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DJRobertAlanSteveHi kids. For reasons that will soon become clear, my DJ Robert Alan Steve aka DJSteve or as some people call me, it’s DJ Br-r-r-r-rain Dead.

I do seo consulting in the daytime but in the night, I dj like a mofo. Today I have some music production and dj tips for those of you who are just getting started! Keep reading! I guarantee you will find the following information helpful, enjoyable and also entertaining!

Q- How do you keep your records clean?

A- Switch to CD’s! (Just Kidding)!(Maybe)!
Seriously-The best way to keep your records clean is to not get them dirty to begin with. Joking again? Not really. Let’s face it. No matter what you do, your records are going to get dirty. But there are steps you can take to keep your records playable and reasonably clean. This is called preventive maintenance.
Step one- Keep your fingers off the record.

By now you’re probably saying this guy is Braindead!
What I mean by that is try to keep your fingerprints off the playing surface of the record. Fingerprints are our records’ worst enemy. Your fingers contain oil and dirt that build up on the records-These prints work like a magnet for dust; lint; and if you just had french fries or fried chicken, – flies! Seriously, you can still scratch and cut it up by using the outer rim of the record or the inside label around the hole—However for intricate and fast manuevers or tricks, this may not be practical for those who want to Get Up and Scratch. Check out the unbeatable Get Up and Scratch Package featured by Music Factory! In that case it’s a good idea to wear surgical gloves—Gotcha!!!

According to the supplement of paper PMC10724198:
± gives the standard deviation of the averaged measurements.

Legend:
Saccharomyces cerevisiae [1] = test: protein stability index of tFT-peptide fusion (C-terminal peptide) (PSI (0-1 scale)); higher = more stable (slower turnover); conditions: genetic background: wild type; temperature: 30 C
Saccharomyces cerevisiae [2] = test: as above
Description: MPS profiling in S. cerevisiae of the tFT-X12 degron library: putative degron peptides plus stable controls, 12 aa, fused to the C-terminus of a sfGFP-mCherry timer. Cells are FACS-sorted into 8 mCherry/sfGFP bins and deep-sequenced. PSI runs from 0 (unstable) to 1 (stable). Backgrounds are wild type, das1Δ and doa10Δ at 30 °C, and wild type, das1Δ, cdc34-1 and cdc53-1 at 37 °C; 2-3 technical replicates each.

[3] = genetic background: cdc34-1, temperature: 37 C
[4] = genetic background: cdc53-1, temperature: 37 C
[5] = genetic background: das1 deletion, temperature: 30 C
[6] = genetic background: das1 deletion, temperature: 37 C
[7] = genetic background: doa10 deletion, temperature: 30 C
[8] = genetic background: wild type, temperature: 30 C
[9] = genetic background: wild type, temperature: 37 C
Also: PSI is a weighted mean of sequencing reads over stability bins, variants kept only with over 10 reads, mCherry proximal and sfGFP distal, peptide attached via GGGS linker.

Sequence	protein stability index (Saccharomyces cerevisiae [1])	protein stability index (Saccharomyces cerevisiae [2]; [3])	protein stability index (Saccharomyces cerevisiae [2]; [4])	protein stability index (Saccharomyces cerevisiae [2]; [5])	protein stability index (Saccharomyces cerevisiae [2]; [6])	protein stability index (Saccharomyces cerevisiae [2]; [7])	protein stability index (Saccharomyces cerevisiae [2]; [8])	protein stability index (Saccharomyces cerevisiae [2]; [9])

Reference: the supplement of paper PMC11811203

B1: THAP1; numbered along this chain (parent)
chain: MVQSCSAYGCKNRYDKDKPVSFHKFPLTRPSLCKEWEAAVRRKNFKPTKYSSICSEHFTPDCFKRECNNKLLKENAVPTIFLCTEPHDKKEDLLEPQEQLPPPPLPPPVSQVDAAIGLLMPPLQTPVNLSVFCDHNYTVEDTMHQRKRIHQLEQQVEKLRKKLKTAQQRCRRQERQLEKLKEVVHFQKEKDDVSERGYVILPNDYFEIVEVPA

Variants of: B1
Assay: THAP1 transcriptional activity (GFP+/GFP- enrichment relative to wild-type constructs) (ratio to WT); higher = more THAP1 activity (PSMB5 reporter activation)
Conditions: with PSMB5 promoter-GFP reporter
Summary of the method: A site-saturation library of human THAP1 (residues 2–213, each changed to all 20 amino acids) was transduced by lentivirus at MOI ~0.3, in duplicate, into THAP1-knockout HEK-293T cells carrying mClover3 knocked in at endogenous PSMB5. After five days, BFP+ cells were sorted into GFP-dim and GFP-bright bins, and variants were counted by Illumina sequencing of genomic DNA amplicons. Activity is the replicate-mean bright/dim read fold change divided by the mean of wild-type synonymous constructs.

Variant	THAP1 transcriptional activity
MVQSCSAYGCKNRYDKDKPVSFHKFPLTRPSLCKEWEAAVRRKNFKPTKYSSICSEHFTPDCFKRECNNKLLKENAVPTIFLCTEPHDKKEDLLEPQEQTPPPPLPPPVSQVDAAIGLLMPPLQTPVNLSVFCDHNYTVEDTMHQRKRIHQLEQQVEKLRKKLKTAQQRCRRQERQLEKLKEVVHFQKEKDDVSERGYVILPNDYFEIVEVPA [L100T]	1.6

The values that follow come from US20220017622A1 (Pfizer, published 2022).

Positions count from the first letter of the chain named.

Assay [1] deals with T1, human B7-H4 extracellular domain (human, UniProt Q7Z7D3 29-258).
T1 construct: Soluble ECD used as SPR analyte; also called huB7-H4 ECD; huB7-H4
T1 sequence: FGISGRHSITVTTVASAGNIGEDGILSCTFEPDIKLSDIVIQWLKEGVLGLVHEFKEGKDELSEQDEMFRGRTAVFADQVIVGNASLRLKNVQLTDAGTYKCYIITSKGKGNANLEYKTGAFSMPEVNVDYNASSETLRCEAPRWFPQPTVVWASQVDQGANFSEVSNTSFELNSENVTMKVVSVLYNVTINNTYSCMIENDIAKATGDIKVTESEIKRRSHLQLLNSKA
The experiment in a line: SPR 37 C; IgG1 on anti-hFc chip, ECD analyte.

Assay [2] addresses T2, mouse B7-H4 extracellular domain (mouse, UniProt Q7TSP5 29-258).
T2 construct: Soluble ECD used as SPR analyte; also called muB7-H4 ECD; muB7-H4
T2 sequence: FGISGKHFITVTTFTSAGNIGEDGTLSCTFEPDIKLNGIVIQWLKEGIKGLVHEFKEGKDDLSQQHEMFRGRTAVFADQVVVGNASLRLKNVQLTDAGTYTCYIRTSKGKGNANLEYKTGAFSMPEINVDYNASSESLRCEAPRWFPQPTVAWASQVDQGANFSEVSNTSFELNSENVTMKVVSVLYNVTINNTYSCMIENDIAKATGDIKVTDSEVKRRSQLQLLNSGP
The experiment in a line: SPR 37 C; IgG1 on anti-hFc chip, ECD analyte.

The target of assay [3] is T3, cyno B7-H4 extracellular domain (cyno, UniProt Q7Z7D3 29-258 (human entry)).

Aha! Here comes Br-r-r-r-rainDead with a second suggestion! Buy two copies of the records you play most. I started doing this when I started learning to play the guitar. This tip may seem silly, but to some it may be helpful. Label one side of the first record, “Instrumental” or “Beats” or “Breaks”. Mark one side of the second record “Vocals”, perhaps in a different color marker. This will save you the confusion of playing the instrumental side when you wanted to play vocals and you will always have one side of each record in good shape. Also make sure you place them next to your favorite electric diy guitar kit. This way, you can monitor the ‘health’ of your records and if an idea strikes, you take that guitar and strike up a new song!

Put the records back in their sleeves with the marked side facing out.


Question? Would you let someone else wear your underwear?!?!—Good!
Your records are just as personal! Therefore the best way to insure that they remain clean is, DON’T LET ANYONE ELSE WEAR THEM OUT! I know you’re saying by now, “fine Br-r-r-r-rainDead, that’s all well and good but it’s too late, my records already look like the French Fry Jockey from Micky D’s used them for a frisby. Don’t worry, all is not lost!